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Why not?

As to the Paph potting depth - the innermost/ lowest part of the leaves should be just above-, and not in contact with the potting medium.
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Old 11-02-2018, 07:37 PM
danielaonofre danielaonofre is offline
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I thought the transition will be better if AI cut away, I will be happy to leave it love my flowers. I will plant them like that I will put her a little bit higher then I thought I plant her too deep
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Old 11-03-2018, 08:55 AM
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When I move plants into S/H, or have divided one so am repotting the divisions, I do the following:
  1. Put enough LECA in the pot to 1/2"-1" above the holes in the sidewall.
  2. Place the roots on top of the LECA, with the base of the plant about an inch BELOW its final depth.
  3. Fill the pot with LECA to slightly higher than the final desired depth (you'll get a feel for this with practice)
  4. Grasp the plant and gently pull it upward to the final planting depth.
  5. Firmly but gently rap the side of the pot a bit to make sure the pellets fill any large voids that might have been created by the roots, and add more LECA pellets as needed.
  6. Water it in, and you're done!
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Old 11-03-2018, 11:13 PM
danielaonofre danielaonofre is offline
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Thanks Ray, I'll do it like that, thanks for the advice til now they are ok just potted one of the phals that was sick surprisingly today I found that she is putting 4 new roots on the base over the leca and one is going into the leca so I will pot her so she can adapt to the constant moisture with the new roots.
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Old 12-06-2018, 04:29 PM
orchidphile orchidphile is offline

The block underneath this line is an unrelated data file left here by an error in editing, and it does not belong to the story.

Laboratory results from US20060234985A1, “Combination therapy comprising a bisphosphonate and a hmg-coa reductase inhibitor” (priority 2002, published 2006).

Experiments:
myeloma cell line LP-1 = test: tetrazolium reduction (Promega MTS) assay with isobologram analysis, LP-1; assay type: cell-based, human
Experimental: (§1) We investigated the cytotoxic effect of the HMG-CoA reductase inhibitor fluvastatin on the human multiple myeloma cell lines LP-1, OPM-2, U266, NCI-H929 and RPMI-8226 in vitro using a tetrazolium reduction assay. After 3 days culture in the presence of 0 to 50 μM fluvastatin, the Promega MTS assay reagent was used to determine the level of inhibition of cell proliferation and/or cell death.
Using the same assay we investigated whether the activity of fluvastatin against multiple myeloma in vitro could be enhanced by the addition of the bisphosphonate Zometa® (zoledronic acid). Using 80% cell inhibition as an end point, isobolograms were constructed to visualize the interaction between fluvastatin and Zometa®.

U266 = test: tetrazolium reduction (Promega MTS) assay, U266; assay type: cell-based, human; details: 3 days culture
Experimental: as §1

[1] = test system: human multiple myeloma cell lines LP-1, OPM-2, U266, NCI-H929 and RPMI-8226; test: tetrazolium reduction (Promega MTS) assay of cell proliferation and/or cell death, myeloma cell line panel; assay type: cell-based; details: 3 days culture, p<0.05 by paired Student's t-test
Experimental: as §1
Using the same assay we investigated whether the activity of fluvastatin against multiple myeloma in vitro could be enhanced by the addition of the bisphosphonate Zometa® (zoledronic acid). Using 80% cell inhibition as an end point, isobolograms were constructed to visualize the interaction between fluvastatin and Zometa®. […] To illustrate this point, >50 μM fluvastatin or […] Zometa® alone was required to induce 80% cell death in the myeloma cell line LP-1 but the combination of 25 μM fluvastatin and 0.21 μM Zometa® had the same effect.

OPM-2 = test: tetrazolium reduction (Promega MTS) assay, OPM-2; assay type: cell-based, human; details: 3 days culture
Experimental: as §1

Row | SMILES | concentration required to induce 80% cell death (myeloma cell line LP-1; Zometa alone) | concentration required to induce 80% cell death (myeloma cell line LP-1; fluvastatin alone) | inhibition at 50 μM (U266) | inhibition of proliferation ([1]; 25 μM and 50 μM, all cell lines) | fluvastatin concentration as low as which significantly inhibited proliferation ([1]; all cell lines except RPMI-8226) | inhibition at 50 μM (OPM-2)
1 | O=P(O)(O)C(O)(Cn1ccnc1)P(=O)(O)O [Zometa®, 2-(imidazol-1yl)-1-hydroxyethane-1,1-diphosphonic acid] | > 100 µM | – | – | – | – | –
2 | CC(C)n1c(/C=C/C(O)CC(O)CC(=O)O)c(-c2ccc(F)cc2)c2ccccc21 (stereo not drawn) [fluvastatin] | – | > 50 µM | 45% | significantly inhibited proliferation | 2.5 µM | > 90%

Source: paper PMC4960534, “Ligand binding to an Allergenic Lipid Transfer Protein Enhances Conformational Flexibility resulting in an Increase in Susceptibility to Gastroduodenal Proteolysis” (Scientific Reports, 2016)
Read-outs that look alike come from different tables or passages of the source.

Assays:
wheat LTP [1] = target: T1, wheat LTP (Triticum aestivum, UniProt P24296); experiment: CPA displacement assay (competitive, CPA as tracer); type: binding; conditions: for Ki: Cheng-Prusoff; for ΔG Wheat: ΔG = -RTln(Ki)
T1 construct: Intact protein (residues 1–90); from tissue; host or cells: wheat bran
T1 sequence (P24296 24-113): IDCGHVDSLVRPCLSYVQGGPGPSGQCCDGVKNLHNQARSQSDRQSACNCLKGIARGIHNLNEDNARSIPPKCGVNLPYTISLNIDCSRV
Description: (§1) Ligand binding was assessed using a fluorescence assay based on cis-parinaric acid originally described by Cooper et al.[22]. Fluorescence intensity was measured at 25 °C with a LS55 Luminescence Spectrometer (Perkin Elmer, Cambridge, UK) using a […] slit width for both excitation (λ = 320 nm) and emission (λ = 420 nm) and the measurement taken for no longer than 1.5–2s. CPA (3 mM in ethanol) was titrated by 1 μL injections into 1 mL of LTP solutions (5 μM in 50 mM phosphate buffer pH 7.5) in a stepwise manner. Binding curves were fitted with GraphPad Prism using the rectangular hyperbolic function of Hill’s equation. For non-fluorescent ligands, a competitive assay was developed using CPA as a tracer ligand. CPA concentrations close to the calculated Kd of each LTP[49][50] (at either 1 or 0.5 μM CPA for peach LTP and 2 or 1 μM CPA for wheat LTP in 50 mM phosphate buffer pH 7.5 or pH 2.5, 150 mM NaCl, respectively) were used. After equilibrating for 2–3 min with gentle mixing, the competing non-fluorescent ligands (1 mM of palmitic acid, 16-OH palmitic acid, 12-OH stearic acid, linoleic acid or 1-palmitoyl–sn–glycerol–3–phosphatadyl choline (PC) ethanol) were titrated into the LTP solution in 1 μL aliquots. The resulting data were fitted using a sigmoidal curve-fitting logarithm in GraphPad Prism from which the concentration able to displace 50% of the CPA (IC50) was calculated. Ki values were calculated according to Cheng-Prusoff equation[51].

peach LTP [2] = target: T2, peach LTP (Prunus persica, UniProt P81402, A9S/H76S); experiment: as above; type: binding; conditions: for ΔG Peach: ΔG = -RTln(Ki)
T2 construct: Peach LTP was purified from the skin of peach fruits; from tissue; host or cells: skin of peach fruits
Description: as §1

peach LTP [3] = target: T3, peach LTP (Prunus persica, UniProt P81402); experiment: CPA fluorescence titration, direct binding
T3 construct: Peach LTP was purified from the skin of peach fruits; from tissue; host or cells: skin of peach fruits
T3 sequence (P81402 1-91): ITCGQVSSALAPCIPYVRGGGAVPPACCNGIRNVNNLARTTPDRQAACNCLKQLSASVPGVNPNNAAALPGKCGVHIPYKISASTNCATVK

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In my experience, the instruction to wait for new roots is a little overdone. Although this is the ideal time to start semihydro, I've had success doing it almost any time, even with some cattleyas that had no roots at all. The one time I try to avoid is summer, when the high temperatures and rapid evaporation can make it a little rougher for plants that need lots of moisture around their roots.
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Old 12-06-2018, 06:12 PM
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Quote:
Originally Posted by orchidphile View Post
In my experience, the instruction to wait for new roots is a little overdone. Although this is the ideal time to start semihydro, I've had success doing it almost any time, even with some cattleyas that had no roots at all. The one time I try to avoid is summer, when the high temperatures and rapid evaporation can make it a little rougher for plants that need lots of moisture around their roots.
You are correct. I have always stated that to be the "ideal" time to repot, but we do need to understand that we cannot always wait for ideal situations when dealing with our plants.

When transplanting at less-than-ideal times, if you can keep the humidity maximized around the plant, and keep it warm and shady, you have the best chance of total recovery.